AMERICAN officials are losing patience with China. On May 22nd the vice-president, Joe Biden, was blunt. He warned naval-college graduates of “new fault lines” emerging between the great powers. China, he said, was challenging freedom of navigation in the South China Sea by reclaiming land on disputed reefs on a “massive scale”. Two days earlier America had signalled its annoyance by sending a surveillance aircraft close to one of the reefs where China is building an airstrip. Such secretive flights are common, but this one was different. The plane also took a crew from CNN, which broadcast the Chinese navy’s testy response through a radio transmission in English: “Leave immediately, in order to avoid misjudgment.”
Chinese officials and state-controlled media have reacted angrily to America’s rhetorical offensive (reinforced by CNN’s dramatic footage of the spyplane mission over Fiery Cross Reef, showing sand being sucked from the bottom of the sea and sprayed onto the island-in-the-making by Chinese dredgers). On May 25th a Chinese foreign ministry spokeswoman called on America to end its “provocative behaviour”. Global Times, a state-owned newspaper known for its hardline views, said war would be “inevitable” if America kept complaining about the island-building. On May 24th the People’s Daily, the Communist Party’s main mouthpiece, warned America that those who “hurt others” could “end up hurting themselves”.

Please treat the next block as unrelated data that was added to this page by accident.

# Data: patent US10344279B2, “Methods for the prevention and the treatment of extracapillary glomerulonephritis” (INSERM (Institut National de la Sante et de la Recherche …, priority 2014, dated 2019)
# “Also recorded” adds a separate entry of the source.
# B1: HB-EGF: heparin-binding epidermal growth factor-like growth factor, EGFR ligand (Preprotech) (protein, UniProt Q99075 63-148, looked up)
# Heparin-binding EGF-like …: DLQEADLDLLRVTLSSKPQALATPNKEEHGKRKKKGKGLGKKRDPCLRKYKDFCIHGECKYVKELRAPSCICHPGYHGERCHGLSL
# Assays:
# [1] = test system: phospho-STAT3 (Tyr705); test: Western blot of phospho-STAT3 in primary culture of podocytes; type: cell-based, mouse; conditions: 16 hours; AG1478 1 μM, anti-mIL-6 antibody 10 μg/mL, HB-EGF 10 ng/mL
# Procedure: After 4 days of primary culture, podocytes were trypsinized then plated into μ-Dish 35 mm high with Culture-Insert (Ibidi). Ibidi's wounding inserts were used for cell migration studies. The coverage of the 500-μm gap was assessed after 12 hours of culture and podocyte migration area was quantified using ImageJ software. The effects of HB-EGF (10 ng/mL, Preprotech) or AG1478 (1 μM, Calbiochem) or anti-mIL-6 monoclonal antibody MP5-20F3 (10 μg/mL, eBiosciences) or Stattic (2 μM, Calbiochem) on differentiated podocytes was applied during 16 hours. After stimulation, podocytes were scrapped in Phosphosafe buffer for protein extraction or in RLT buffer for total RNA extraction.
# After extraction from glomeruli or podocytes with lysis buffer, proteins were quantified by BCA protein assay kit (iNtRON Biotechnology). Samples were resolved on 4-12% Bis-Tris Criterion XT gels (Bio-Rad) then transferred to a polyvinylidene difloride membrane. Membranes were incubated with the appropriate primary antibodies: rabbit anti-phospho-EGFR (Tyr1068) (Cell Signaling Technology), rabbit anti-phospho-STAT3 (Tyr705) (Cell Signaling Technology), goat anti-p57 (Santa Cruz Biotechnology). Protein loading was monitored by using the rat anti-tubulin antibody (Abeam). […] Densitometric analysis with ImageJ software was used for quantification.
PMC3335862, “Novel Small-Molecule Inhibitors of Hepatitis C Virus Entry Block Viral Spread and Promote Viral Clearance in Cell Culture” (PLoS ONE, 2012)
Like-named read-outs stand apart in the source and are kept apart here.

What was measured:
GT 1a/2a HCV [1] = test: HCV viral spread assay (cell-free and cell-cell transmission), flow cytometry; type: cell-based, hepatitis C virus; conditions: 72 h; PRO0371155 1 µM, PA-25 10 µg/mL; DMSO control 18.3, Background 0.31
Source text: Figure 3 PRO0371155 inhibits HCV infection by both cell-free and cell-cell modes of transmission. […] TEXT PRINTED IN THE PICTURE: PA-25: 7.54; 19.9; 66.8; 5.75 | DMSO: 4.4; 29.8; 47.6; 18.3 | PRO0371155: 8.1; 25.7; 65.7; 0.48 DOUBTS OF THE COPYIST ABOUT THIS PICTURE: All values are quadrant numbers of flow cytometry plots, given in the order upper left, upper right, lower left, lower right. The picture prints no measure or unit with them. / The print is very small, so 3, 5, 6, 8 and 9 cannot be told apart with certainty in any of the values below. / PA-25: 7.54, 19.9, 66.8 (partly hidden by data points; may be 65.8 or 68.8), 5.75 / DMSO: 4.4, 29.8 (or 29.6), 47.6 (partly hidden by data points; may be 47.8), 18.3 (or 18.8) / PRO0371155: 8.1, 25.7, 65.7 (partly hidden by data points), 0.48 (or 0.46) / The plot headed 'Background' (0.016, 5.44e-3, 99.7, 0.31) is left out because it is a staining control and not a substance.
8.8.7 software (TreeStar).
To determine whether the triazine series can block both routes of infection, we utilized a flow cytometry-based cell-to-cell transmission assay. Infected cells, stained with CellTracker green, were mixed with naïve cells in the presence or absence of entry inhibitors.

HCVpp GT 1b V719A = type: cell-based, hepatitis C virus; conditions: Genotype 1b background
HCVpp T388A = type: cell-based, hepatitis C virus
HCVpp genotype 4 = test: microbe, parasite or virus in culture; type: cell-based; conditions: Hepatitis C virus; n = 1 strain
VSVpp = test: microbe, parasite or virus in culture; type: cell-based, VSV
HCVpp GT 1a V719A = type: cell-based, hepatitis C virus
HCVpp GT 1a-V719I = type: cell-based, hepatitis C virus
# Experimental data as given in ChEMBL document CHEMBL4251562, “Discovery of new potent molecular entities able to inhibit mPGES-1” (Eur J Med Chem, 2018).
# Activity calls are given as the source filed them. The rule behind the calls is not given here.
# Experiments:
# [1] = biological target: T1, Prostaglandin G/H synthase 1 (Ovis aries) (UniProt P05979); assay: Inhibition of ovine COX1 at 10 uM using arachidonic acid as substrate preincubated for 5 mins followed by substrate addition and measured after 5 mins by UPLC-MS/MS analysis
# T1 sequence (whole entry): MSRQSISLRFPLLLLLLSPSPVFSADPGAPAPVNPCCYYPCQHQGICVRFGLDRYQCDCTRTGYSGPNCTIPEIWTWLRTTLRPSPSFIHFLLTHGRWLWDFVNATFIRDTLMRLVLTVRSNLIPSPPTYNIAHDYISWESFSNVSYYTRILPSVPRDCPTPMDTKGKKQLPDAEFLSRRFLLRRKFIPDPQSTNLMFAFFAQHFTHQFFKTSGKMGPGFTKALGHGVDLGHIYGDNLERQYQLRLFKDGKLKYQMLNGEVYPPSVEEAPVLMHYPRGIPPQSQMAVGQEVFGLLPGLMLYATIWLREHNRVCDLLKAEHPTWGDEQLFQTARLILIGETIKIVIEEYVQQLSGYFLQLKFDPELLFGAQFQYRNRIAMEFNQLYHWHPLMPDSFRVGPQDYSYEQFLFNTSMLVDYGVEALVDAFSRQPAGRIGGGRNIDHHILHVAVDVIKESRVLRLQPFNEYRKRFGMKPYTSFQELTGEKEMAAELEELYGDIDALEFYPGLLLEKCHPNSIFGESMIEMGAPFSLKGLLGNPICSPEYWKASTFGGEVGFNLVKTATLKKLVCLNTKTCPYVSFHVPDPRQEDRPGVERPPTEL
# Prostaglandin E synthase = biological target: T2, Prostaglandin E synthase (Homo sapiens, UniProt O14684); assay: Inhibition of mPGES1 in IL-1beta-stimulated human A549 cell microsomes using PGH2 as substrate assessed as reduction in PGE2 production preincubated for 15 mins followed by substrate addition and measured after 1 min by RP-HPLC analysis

Mercifully, the heated words have not so far been matched by hot-headed military behaviour in or above the sea itself. Both America and China are anxious to avoid clashes. But in order to make its point, America is considering moves that might be construed by China as threatening. American spy flights, as well as similar missions by its ships, have so far kept at least 12 nautical miles (22km) away from the reefs they are monitoring. That would be the outer limit of China’s sovereign domain if the reefs were islands (ie, permanently above sea) and were indeed Chinese. Now the Pentagon is considering whether to probe these lines.
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